Viewpoint by Jonathan Power
LUND, Sweden (IDN) — The gathering economic crisis, which the financial papers are sombrely predicting, has too many of the makings of turning into a World Depression and must be a time for mental stock-taking. If we wind back the clock just a few years to the beginning of the century when big banks in Wall Street precipitated the “Great Recession”, we could say, looking back, that today’s imminent crash comes after one of the most successful boom periods in history.
For a while, it seemed to sweep all before it. It coined a new word, “globalisation”—open your doors wide, and you’d gain more on the swings than you’d lose on the roundabouts.
President Bill Clinton and his Treasury Secretary Robert Rubin were passionate proponents of this brand of economics which began its shelf-live in their day. Despite all the evidence and turbulence, they and many economists and politicians still appear unshaken about the usefulness and deficiencies of globalisation.
In the long run, the theory of globalisation and 100% wide open doors and windows in the financial and economic markets may make a lot of sense (and some of it in the way Adam Smith described free trade still does) but, as John Maynard Keynes said, “in the long run we are all dead”.
It should come as no surprise to rational men and women that other rational men and women—right now in Taiwan, Hong Kong, China and Malaysia—once total devotees of let-it-all-hang-out economics, are now realizing some local control in the absence of even a modicum of international control is called for.
Why is there belatedly only now a discussion of how globalisation has failed the Western working class, putting tens, if not hundreds, of millions out of work as their comparative advantage competed away? In the US, there became, as jobs disappeared, a plague of the misuse of opiates, including the dangerous drug fentanyl that has savaged whole communities.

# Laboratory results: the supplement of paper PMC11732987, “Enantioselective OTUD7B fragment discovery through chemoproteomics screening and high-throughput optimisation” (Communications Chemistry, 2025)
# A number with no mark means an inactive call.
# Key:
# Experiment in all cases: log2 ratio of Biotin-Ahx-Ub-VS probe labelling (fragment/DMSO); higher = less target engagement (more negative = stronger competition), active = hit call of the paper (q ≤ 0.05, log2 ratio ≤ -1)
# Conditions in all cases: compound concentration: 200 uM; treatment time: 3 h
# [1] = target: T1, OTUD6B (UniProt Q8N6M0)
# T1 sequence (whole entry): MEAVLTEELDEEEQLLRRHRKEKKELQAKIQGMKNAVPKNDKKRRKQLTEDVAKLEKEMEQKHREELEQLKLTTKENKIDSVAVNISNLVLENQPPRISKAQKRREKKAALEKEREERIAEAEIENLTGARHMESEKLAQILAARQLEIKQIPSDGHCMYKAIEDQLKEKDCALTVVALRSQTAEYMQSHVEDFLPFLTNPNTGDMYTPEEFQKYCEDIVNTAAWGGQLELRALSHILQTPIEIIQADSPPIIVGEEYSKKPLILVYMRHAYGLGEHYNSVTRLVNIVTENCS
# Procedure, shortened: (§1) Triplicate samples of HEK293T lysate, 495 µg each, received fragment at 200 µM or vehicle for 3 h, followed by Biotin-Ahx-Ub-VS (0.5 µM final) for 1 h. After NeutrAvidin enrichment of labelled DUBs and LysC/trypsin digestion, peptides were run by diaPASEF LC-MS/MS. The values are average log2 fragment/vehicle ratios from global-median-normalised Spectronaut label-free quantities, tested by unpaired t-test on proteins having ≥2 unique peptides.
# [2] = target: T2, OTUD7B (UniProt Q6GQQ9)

No wonder they voted and will vote for ex-president Donald Trump. (He didn’t do much in giving these people economic aid, but he slowed down the impetus of cheaper Chinese imports and garnered protest votes.)
In the UK, the present prime minister, Boris Johnson, has talked much about what he called “levelling up”—channelling government investment to the poor north to pull it up to the standards of the rich south. But after three years of Johnson’s government, not much has been achieved.
Why is it that the Western financial powers, to give but one example, will give no thought to the introduction of the Tobin tax (named after the Nobel prize-winning Yale University economist, James Tobin) that would, by taxing international currency transactions, act as a brake on speculators who dive in and dive out of a currency without any inhibitions whatsoever?
The tax would provide a very useful pool of international funds that could replenish the capital of a re-thought International Monetary Fund. The money could be used to aid development in the poor Third World suffering badly from the knock-on effect of the West’s grave economic problems. It could also be used for job re-training in industrialised countries.
The most damning evidence to be marshalled against the supposed benefits of unfettered globalisation is to be found in successive Human Development Reports published by the United Nations Development Programme. This measures economic progress in all dimensions, not just income per head but life expectancy, adult literacy, and educational achievement.